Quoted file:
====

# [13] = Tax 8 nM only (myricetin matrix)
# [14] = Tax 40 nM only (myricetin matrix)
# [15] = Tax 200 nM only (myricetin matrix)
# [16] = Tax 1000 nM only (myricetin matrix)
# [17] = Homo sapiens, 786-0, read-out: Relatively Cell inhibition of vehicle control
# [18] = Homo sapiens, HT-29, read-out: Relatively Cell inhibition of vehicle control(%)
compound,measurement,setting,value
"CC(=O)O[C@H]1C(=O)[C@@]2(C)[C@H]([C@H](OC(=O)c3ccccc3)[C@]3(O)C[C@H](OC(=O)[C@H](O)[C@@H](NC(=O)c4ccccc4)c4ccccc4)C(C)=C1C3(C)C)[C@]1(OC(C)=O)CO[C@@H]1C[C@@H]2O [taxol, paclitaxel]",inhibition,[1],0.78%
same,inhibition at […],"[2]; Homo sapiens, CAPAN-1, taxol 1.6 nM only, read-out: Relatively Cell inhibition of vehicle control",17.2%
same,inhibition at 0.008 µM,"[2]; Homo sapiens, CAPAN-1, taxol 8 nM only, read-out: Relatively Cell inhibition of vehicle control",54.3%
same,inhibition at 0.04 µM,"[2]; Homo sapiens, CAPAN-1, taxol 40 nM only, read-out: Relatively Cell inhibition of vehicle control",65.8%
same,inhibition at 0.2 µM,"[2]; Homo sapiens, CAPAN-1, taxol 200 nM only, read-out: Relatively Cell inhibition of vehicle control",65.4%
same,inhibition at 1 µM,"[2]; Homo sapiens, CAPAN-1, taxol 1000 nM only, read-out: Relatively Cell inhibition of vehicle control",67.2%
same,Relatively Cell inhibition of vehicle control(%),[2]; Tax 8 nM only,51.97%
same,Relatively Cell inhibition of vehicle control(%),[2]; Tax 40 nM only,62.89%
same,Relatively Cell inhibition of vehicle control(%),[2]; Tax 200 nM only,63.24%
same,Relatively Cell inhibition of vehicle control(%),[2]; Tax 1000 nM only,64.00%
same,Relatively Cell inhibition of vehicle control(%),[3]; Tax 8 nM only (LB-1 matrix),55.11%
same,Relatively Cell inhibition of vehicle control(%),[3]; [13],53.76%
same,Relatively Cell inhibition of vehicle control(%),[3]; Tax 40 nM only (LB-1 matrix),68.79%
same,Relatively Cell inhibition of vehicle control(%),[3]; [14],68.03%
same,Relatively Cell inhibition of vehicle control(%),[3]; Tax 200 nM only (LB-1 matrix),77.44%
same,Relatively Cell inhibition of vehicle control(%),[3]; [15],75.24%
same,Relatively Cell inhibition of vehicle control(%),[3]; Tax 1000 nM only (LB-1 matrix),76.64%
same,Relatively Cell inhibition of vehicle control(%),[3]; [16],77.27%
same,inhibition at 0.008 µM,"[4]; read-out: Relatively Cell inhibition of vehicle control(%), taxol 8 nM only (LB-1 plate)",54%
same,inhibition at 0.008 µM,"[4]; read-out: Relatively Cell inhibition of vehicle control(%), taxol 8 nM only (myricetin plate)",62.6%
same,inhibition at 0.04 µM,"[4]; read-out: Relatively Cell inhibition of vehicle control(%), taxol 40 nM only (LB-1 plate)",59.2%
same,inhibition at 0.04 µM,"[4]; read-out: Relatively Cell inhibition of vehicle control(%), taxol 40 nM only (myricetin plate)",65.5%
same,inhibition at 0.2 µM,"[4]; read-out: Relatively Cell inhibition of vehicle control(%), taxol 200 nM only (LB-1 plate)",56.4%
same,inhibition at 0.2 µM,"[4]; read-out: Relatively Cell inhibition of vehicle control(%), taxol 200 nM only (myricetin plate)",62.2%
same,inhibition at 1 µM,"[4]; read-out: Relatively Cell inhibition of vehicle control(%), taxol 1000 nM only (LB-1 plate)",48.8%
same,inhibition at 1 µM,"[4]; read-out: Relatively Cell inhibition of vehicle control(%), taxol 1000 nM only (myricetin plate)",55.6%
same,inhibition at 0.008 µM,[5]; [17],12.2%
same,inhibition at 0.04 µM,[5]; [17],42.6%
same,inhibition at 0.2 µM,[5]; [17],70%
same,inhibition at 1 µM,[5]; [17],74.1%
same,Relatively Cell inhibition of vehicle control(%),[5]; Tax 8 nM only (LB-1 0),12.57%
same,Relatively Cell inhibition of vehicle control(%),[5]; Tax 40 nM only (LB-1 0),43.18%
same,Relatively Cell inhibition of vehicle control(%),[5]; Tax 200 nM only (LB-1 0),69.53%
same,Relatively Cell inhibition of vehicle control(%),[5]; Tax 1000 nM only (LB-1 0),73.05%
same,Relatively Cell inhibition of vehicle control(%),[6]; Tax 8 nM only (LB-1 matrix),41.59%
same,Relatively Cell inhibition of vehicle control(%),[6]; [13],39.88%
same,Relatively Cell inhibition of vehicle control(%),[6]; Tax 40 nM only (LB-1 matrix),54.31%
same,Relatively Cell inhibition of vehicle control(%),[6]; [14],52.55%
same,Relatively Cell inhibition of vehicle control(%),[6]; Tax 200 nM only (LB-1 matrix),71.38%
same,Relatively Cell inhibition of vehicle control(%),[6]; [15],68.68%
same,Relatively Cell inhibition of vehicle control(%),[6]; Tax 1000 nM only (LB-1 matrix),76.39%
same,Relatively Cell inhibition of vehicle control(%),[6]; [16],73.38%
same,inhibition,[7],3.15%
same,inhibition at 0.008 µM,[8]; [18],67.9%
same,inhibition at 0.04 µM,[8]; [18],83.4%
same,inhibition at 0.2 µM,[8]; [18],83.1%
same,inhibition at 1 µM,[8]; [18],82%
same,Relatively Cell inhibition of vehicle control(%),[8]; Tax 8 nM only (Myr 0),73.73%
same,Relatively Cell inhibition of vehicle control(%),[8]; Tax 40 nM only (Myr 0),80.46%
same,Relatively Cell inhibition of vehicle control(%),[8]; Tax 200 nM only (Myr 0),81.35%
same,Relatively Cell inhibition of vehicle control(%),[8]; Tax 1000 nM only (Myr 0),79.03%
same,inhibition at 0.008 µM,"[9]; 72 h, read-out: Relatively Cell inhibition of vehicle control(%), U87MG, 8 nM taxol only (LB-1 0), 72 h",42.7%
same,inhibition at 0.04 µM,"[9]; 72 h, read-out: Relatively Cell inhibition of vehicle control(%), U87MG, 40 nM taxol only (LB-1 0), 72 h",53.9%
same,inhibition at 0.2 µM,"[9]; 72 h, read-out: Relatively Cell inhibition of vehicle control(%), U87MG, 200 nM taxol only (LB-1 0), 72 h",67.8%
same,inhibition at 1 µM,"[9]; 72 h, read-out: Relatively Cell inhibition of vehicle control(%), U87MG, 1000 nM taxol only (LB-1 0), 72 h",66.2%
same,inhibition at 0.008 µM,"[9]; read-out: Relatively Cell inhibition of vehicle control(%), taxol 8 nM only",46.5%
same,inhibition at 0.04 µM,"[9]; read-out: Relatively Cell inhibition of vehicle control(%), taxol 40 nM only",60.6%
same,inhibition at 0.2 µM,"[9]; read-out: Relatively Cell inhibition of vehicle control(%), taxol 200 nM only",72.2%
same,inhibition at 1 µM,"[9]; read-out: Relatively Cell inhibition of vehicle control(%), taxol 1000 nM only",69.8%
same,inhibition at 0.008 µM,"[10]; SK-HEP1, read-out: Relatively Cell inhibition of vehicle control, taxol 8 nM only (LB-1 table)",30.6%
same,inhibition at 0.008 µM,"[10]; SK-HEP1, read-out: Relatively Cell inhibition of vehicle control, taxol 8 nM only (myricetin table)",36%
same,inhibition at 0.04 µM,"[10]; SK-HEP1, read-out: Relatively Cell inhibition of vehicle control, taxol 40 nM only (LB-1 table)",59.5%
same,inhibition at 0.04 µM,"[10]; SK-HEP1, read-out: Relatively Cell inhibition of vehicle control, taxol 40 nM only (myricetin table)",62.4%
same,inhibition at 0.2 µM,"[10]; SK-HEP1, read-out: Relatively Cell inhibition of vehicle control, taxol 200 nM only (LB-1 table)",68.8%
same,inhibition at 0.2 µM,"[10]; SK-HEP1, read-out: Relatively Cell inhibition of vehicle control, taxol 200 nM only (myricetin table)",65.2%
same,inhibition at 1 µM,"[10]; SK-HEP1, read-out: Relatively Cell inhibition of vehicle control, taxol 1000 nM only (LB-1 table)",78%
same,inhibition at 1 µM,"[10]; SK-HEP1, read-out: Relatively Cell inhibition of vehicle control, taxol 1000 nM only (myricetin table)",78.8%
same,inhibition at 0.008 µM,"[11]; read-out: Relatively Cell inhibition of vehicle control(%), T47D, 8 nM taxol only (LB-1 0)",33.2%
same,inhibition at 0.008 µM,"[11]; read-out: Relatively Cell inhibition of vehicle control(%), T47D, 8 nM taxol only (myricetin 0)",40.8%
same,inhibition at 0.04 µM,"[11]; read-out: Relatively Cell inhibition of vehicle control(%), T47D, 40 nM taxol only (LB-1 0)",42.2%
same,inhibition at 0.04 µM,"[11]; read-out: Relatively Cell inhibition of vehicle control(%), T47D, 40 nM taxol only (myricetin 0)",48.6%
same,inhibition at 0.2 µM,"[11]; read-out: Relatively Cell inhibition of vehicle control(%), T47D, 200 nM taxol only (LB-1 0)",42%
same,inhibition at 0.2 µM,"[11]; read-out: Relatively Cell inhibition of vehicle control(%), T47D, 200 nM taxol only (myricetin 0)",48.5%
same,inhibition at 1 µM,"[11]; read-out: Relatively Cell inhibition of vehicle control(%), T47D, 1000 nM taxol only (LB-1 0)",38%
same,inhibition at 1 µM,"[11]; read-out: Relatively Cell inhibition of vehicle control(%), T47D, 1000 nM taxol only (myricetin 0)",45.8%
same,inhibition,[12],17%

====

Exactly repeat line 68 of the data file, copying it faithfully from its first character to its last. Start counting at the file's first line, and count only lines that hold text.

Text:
same,inhibition at 0.008 µM,"[10]; SK-HEP1, read-out: Relatively Cell inhibition of vehicle control, taxol 8 nM only (myricetin table)",36%